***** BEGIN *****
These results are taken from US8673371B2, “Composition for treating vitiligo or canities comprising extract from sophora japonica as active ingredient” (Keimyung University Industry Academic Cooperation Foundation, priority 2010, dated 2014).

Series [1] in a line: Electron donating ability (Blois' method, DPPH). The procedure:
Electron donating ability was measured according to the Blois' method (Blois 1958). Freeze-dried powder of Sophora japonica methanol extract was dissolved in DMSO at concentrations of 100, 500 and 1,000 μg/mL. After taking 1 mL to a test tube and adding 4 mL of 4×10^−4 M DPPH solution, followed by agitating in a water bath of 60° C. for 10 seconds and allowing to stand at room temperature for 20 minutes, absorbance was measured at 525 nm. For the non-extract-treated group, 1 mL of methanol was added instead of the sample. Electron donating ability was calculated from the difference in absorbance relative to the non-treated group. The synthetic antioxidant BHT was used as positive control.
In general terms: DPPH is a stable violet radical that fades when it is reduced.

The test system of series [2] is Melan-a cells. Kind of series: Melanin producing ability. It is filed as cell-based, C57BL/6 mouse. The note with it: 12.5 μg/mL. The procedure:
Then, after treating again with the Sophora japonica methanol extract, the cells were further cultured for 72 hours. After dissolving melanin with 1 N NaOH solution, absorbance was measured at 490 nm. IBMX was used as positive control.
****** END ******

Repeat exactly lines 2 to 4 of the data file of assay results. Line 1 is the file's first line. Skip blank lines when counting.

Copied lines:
Series [1] in a line: Electron donating ability (Blois' method, DPPH). The procedure:
Electron donating ability was measured according to the Blois' method (Blois 1958). Freeze-dried powder of Sophora japonica methanol extract was dissolved in DMSO at concentrations of 100, 500 and 1,000 μg/mL. After taking 1 mL to a test tube and adding 4 mL of 4×10^−4 M DPPH solution, followed by agitating in a water bath of 60° C. for 10 seconds and allowing to stand at room temperature for 20 minutes, absorbance was measured at 525 nm. For the non-extract-treated group, 1 mL of methanol was added instead of the sample. Electron donating ability was calculated from the difference in absorbance relative to the non-treated group. The synthetic antioxidant BHT was used as positive control.
In general terms: DPPH is a stable violet radical that fades when it is reduced.